Counting Coins: Money Matters For School Choice
By Christopher Pitts
- Nationwide, charter schools are funded at 61% of their district counterparts
- Unlike traditional district schools, charter schools do not receive funding to cover the cost of securing a facility
Over the past few decades, minority parents are seeing school choice as a strategy to improve educational outcomes for their children. However, school choice often becomes a fight over money, and to put it plainly allows for the redirection of public funds for a student’s education. It begs the question, whether or not school choice, specifically charter schools as establishments operating with fewer regulations, are draining dollars from traditional public schools and creating an unequal system?
Why This Matters: Both public schools, and charters, are primarily funded on a per-student basis, so fewer students means less money. When local students leave the district system for charter schools, the district has less to spend on the students who remain. Critics of school choice believe this can leave major implications for the traditional school. On the other hand, charter school advocates feel the money should follow the child. For example, in Ohio, traditional public school advocates claim charter schools take away state funds from local school systems starting at $6,020 per student.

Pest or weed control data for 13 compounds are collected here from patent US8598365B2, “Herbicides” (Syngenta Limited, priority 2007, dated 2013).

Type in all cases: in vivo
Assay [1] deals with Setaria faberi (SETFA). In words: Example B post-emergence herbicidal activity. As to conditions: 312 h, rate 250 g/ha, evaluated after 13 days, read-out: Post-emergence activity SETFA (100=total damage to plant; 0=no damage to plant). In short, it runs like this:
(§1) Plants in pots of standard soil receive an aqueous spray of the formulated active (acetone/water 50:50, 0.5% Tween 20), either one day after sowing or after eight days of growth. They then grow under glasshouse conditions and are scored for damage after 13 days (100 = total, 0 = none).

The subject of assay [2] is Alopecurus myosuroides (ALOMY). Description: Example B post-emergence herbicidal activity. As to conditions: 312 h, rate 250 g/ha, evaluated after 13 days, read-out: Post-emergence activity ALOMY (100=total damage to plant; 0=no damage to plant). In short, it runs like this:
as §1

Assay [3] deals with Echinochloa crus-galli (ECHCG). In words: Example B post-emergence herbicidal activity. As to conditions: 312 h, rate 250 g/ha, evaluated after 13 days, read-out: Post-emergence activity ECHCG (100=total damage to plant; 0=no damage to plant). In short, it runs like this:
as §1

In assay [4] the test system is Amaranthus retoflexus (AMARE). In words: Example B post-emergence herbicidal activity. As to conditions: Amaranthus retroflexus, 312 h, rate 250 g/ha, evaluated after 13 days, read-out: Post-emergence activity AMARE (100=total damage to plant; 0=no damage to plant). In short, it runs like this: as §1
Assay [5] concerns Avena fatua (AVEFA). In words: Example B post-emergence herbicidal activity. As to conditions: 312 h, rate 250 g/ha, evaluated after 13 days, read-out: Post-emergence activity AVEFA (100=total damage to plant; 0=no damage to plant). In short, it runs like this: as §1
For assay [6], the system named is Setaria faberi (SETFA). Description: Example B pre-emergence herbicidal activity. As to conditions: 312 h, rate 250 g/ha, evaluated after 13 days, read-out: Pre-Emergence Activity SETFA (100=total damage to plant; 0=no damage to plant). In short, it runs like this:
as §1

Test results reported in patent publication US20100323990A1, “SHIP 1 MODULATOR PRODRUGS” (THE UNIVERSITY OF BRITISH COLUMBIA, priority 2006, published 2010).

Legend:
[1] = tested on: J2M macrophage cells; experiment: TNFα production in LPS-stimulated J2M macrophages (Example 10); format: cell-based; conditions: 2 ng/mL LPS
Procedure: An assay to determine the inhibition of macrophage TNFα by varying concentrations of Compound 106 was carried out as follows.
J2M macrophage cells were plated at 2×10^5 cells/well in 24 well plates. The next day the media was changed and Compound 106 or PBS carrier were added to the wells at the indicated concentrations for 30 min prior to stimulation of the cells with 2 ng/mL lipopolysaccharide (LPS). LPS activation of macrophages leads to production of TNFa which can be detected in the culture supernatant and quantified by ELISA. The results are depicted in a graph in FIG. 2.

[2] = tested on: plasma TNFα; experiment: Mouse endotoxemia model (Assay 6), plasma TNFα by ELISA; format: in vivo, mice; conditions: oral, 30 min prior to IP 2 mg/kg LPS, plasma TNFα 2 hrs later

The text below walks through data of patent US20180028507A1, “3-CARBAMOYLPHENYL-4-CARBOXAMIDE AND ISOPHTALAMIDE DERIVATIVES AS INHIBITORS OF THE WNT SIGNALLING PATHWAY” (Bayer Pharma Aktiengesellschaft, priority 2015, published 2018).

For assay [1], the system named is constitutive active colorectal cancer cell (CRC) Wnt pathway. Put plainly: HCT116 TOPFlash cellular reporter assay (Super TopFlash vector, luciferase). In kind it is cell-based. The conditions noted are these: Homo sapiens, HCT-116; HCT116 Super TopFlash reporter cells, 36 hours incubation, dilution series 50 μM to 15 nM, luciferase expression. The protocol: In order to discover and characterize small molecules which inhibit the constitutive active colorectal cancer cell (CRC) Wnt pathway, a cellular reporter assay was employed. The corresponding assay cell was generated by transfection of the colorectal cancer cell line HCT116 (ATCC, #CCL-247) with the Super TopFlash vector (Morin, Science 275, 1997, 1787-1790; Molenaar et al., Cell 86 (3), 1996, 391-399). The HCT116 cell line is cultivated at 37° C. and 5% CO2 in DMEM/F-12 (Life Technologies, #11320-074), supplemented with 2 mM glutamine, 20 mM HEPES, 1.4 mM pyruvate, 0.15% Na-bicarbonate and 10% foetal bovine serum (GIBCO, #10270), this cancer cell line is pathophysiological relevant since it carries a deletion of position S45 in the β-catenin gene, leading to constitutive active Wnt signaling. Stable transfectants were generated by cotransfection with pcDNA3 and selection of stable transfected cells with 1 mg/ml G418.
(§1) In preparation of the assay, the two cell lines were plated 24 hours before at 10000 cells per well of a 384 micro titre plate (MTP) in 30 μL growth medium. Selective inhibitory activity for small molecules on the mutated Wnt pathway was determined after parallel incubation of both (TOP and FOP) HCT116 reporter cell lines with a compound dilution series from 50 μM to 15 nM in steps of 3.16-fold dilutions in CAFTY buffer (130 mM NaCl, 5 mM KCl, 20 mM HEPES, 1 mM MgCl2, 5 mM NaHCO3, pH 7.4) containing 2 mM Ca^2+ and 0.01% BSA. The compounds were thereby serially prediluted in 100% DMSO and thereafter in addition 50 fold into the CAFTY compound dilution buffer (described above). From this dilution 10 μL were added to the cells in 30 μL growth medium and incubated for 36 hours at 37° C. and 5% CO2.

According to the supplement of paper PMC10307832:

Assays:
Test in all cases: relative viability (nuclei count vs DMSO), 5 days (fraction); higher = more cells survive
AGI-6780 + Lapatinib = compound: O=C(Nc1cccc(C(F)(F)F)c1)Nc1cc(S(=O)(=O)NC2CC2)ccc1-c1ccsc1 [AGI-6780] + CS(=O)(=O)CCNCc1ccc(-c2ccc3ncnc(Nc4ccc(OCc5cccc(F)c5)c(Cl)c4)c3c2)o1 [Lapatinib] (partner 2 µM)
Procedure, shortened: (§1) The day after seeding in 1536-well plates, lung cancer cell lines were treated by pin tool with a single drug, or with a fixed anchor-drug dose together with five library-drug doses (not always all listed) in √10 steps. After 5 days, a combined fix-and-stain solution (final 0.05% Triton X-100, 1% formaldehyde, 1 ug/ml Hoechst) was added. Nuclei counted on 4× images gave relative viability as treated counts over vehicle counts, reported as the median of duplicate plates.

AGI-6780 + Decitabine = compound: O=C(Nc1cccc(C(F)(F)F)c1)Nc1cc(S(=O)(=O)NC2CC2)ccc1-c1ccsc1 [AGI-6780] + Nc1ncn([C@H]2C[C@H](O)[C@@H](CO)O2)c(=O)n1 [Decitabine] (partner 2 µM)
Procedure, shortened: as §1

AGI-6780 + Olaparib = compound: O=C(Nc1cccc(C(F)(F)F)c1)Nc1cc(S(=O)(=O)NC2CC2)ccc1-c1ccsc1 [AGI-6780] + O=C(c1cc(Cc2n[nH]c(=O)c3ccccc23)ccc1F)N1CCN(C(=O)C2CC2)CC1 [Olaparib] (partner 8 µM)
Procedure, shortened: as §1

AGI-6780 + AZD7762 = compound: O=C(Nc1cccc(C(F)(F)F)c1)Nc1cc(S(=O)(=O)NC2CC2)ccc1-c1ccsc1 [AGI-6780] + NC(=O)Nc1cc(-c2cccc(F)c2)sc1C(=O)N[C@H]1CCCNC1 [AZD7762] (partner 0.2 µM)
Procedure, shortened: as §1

Charter schools are funded at 61% of their district counterparts, averaging $6,585 per student compared to $10,771 per student at conventional district public schools
Even with the redirection of funding, charter schools are still not receiving the same funding as their traditional counterparts. Nationwide, on average, charter schools are funded at 61% of their district counterparts, averaging $6,585 per student compared to $10,771 per student at conventional district public schools.
Furthermore, unlike traditional district schools, charter schools do not receive funding to cover the cost of securing a facility. As the fight over money continues, more and more public school students will likely be forced into overcrowded classrooms and to study in schools without basic resources which disproportionately impacts low-income and minority students.
Situational Awareness: Themes of empowerment, innovation and control make the school choice movement appealing and provide a platform for parental freedom. Proponents of school choice cite better quality charter schools that are safer and allow for innovation. The ideological debate over funding for the charter and traditional public schools is not going away, and is likely to grow more intense over time.
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